# Force exerted on counter-rotating wheels by a tennis ball

• ballboy
In summary, the conversation discusses the calculation of torque on two counter-rotating wheels when a tennis ball is squeezed between them and propelled forward. The traditional formula of Torque = Distance * Force * sin(theta) does not work in this scenario, as the force is being applied in line with the radius against the edge of each wheel towards the axle. The conversation also considers the role of RPM and the deformation of the tennis ball in the calculation of torque. There is a discussion about the position of the ball that would result in the greatest torque on the wheels, and a diagram is drawn to aid in understanding the problem.
ballboy said:
Good, except that if those arrows represent forces on the ball it is clearly not in equilibrium.
If the normal force makes angle theta to the line joining the wheel centres, what is the relationship between the normal force and the tangential force?

What is the 'normal force'?

ballboy said:
What is the 'normal force'?
The force radial to the wheel.

All I know is they are at angles to each other.

ballboy said:
All I know is they are at angles to each other.
Let the net force on the ball from one wheel be F. What direction must it be in, in terms of your diagram in post #35?
If the tangential (frictional) force is FT, what is the relationship between that and F and theta?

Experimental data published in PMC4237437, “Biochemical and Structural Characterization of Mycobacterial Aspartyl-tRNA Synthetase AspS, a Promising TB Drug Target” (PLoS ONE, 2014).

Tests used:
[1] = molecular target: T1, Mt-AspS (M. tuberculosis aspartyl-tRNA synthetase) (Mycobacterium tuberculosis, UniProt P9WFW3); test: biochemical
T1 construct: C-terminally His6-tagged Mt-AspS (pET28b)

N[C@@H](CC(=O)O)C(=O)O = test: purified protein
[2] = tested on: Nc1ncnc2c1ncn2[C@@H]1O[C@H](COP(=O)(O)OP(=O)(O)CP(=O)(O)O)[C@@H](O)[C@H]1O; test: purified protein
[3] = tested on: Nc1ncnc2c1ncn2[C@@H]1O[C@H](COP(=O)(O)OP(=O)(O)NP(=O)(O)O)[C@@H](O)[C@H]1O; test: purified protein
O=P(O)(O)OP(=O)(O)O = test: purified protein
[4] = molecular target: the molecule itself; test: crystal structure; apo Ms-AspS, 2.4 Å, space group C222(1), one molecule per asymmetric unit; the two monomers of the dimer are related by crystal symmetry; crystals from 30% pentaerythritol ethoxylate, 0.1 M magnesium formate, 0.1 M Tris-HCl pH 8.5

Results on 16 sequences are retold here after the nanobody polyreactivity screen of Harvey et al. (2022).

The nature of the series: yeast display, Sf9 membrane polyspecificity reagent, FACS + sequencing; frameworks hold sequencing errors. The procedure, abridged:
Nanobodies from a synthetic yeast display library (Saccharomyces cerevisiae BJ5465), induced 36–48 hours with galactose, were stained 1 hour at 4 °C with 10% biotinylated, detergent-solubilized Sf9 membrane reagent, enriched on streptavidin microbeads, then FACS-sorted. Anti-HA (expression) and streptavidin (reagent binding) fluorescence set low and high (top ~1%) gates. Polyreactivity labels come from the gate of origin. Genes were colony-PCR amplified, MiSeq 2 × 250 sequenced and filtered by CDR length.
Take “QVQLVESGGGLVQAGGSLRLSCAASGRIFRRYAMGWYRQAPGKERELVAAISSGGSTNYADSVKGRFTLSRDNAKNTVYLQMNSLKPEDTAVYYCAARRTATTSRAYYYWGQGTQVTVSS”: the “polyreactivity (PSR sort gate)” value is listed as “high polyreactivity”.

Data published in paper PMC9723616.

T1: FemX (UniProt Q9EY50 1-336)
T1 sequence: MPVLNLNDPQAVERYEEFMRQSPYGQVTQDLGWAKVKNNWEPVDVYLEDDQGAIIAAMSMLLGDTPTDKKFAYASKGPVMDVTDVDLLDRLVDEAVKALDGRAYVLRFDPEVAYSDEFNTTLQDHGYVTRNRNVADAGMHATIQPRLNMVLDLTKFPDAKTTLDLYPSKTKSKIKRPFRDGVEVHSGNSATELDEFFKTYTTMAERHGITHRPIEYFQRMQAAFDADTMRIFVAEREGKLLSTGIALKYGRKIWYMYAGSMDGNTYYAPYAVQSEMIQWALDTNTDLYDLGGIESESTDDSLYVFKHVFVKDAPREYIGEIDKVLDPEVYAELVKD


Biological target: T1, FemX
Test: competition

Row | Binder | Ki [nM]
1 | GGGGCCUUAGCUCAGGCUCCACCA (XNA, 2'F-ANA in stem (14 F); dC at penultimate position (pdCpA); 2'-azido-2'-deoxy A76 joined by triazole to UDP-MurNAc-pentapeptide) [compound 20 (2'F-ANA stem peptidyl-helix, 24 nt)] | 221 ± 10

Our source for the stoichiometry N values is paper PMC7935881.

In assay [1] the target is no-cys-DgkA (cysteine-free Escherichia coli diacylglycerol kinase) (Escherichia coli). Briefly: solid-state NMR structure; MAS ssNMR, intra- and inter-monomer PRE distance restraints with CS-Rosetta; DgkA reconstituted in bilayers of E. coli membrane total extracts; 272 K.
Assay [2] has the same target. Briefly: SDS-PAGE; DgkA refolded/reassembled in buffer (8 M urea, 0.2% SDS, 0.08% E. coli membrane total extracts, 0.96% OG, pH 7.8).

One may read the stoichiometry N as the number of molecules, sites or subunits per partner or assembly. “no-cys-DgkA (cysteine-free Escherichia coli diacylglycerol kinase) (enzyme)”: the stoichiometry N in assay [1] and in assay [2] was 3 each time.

I was going to say F*cos(theta) but I think it's F*sin(theta)

ballboy said:
I was going to say F*cos(theta) but I think it's F*sin(theta)
Yes, FT=F sin(θ).
As I wrote, the hard part is deciding how F depends on theta. It won't be feasible to do this accurately. It's really complicated.
As I wrote, a crude approach is to treat the ball as a simple spring. When it first makes contact with both wheels it is in the relaxed position. In terms of the value of theta at that point (θ0, say), the radius of the wheels (R=AD=BE), and the separation of the wheels' centres (s=AB), what is the distance DE?

DE at point of first contact is 2-7/8". When the ball is fully compressed it is 1-3/8". To make matters worse for calculation purposes the edge of the rubber throwing wheels are not flat but slightly concave by about 1/8" but I am not going to worry about that as the effect is minimal compared to the other forces.

ballboy said:
DE at point of first contact is 2-7/8". When the ball is fully compressed it is 1-3/8". To make matters worse for calculation purposes the edge of the rubber throwing wheels are not flat but slightly concave by about 1/8" but I am not going to worry about that as the effect is minimal compared to the other forces.
No need to worry about the numbers at this stage. Just work in terms of algebraic variables.

I was trying to figure out how much the wheels would slow down if they were spinning at 4,000 rpm but perhaps that requires more information.

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